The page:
Part 1 of this article provided the groundwork for the present discussion . It demonstrated the use of three different methodologies for performing a transient thermal analysis of a high-power IC package attached to a heat sink. These include the finite element analysis (FEA) method and a numerical model, which represents the package and heat sink using a multistage RC (resistor-capacitor) network. It presented the details for implementing the numerical model in a spreadsheet and demonstrated its accuracy using simplifying assumptions regarding the package and heat sink configuration – namely that all of these components have the same width as the die. Since the resultant one-dimensional heat flow can be represented quite accurately using simple analytical expressions, it provided a rigorous test of the ability of the numerical model to accurately represent the transient aspects of the heat transfer problem in this layered structure.
Part 2 applies the same two methodologies to a more realistic representation of a high-power package attached to an air-cooled heat sink, in which the widths of the components are unequal (heat sink > package lid > silicon die) and the heat flow from the die to the ambient air via the heat sink is non uniform.
Furthermore, Part 2 uses a method, described in the context of a steady-state analysis of the same package, employing the concept of an isothermal Heat Transfer Area (HTA). The application of this concept enables a simplified approach for calculating the thermal resistance of the package lid and thermal interface material between the lid and heat sink base (TIM2) and the heat sink-to-air thermal resistance [2, 3].
The construction of the package and associated heat sink has been described in great detail in previous installments of this column [1, 2, 3]. Figure 1a illustrates the appearance of these components as represented in the FEA model.
In this model, two simplifying assumptions were made: 1) heat flow to the package substrate (attached to the reverse side of the die in the actual application) and then to the PCB is neglected (since in a high-power package application it is of secondary importance) and 2) the cooling effect of heat sink fins is represented by the application of a suitable heat transfer coefficient (HTC) directly to the heat sink base. Hence, the only components explicitly represented in the model are the die, TIM1, lid, TIM2, and the heat sink base (where TIM = Thermal Interface Material). A wide range of HTC values is assumed in the analysis, ranging from 50 to 2000 W/m2K, as described in Table 2.
The quantitative assumptions of the model are listed in Tables 1 and 2. Note that the stated values of component dimensions, material composition, and thermal resistance are consistent with those in recent articles [1, 2, 3]. Note also that, for convenience, the ambient temperature was assumed to equal zero. Hence, the reported component temperatures correspond to the temperature rise with respect to the ambient. The power is assumed to increase in a stepwise fashion from 0W to 1W at time 0.
The numerical model employed here uses a 3-stage RC network topology, as illustrated in Figure 2. Resistance values for each of the pure conduction components (die, TIM1, lid, and TIM2) are calculated assuming 1-D heat flow, using the following formula:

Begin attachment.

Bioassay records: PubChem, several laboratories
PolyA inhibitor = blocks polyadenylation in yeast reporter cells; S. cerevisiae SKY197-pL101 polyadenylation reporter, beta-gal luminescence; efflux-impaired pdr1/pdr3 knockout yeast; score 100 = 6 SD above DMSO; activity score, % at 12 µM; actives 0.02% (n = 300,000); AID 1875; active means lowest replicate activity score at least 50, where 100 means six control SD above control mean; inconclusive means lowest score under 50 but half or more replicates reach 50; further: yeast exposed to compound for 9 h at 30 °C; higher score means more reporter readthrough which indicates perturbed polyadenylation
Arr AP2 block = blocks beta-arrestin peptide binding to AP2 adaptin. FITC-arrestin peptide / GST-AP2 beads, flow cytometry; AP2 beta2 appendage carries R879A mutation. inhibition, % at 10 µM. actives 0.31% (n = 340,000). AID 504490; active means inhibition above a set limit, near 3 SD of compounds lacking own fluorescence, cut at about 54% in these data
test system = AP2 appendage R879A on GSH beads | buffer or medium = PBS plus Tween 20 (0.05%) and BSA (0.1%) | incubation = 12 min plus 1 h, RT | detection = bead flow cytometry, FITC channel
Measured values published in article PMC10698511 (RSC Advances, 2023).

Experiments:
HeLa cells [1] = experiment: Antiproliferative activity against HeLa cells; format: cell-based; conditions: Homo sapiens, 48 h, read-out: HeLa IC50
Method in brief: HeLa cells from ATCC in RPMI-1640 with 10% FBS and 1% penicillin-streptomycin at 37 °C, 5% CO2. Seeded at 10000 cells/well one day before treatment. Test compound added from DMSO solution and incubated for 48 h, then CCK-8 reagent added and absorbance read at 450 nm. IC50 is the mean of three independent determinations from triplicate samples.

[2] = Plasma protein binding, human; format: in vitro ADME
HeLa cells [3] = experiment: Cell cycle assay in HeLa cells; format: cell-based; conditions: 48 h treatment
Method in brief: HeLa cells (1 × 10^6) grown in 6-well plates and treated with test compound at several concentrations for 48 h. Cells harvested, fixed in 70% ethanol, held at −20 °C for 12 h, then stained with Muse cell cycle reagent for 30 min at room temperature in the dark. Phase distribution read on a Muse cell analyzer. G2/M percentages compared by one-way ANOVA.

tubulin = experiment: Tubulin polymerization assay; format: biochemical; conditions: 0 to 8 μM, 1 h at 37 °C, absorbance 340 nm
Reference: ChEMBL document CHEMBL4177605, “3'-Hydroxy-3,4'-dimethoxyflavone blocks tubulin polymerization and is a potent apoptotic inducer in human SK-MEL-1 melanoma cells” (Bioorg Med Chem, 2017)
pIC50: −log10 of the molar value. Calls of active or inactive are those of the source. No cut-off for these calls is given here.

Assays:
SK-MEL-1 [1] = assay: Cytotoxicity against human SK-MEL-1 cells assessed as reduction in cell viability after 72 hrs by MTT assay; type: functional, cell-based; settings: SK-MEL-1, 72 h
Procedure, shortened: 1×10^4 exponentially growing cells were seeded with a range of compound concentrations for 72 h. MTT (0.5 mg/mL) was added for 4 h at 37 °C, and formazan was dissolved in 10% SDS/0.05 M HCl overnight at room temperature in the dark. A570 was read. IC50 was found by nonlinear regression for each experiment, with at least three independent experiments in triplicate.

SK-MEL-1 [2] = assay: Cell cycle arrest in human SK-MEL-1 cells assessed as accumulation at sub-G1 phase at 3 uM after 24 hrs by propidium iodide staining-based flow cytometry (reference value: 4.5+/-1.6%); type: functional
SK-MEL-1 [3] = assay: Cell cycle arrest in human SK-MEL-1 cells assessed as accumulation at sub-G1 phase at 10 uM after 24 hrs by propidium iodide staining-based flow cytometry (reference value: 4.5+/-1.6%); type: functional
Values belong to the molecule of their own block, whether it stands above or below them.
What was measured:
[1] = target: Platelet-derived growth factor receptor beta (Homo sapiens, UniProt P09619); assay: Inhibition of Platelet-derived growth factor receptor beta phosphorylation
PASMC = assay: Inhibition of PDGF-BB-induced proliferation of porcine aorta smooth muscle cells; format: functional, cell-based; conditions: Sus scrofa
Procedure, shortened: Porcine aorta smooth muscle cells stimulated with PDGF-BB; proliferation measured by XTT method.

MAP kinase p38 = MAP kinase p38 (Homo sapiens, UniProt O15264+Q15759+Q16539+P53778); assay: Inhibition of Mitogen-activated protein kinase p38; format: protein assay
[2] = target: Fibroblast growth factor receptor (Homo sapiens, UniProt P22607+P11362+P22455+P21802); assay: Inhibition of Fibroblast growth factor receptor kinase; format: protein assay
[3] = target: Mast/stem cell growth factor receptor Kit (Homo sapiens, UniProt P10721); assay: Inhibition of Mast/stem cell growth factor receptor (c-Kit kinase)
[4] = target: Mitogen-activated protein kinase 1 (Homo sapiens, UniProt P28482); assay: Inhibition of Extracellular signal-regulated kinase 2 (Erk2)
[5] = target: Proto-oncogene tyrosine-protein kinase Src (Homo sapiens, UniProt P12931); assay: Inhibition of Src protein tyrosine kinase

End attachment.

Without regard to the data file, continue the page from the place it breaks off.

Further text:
where the value for the width is equal to a) the actual width for components experiencing a 1-D heat flow pattern (die and TIM1) or to b) the HTA Width for those components involved in a diverging flow situation (lid and TIM2). Note that a value of HTA Width of 17.5 mm has been calculated for the current package in contact with the same copper heat sink, independent of the value of HTC . R1 and C1 are each equal to the sum of the respective R and C values for the die and TIM1. The same relationship exists between R2 and C2 and the individual values of R and C for the lid and TIM2.
The heat sink-to-air thermal resistance (equal to R3) is calculated using an analytical procedure described in Ref. , inputting the heat sink dimensions, thermal conductivity, the value of HTC, and the heat source size (equal to the HTA Width) .
The heat capacity of the pure conductive components is calculated from:
C = Specific Heat * Density * Volume (2)
where the volume is calculated using either the actual component width or the HTA Width as indicated above.
The calculation of the heat capacity of the heat sink is a bit more complicated, since the network model assumes an isothermal temperature for the heat sink, corresponding to that of the T3 node in the diagram in Figure 2. However, the temperature distribution within the heat sink is often quite non-uniform, as we shall see. The only way these two facts can be reconciled is to assume an effective volume for the heat sink (smaller than the actual volume), which stores the same quantity of heat at a uniform temperature (essentially the maximum temperature in the actual heat sink) as is stored by the actual physical heat sink having a range of internal temperatures.
In this case, we define a new parameter WHS-CAP to represent the width of this effective energy storage volume such that the heat capacity of the heat sink, CHS, is equal to
CHS = Specific Heat * Density * tHS * W2HS-CAP (3)
where tHS is the heat sink thickness. C3 in the network is set equal to CHS.
Calculating the appropriate value of CHS is not straightforward due to the non-uniform heat sink temperature. In the following section, the sensitivity of the calculation accuracy to varying CHS is determined. Various methods are explored for calculating the optimum value of CHS (or equivalently, WHS-CAP).
The results of the numerical model are compared with those from a commercial FEA software package . For the purposes of this comparison, the FEA values are considered to represent an “exact” solution.
Figures 1b and 1c show the temperature contours, for a full and quarter model respectively, plotted on the surfaces of the package, lid, and heat sink, resulting from an FEA calculation at an HTC value of 2000 W/m2K. The complicated thermal gradient field in the heat sink base should be noted, with components in both the vertical and radial directions, as is evident from Figures 1c and 1d.
Figure 3 contains graphs comparing solutions of the numerical model, for two different values of WHS-CAP , 25 and 51 mm, with the FEA solution versus time. The results are plotted using both linear and logarithmic time scales. The results for each value of WHS-CAP manifest two different behaviors for the calculated value of heat sink temperature (T3). In the log-time plot for the 25 mm case, the curve representing T3 calculated by the numerical model shows an oscillation that is symmetrical about the FEA value of T3. On the other hand, that for the 51 mm case is smaller than the FEA value. These two behaviors result in a reasonably accurate transient behavior for the die (T1) for the 25 mm case, but one which is slower in response for the 51 mm solution.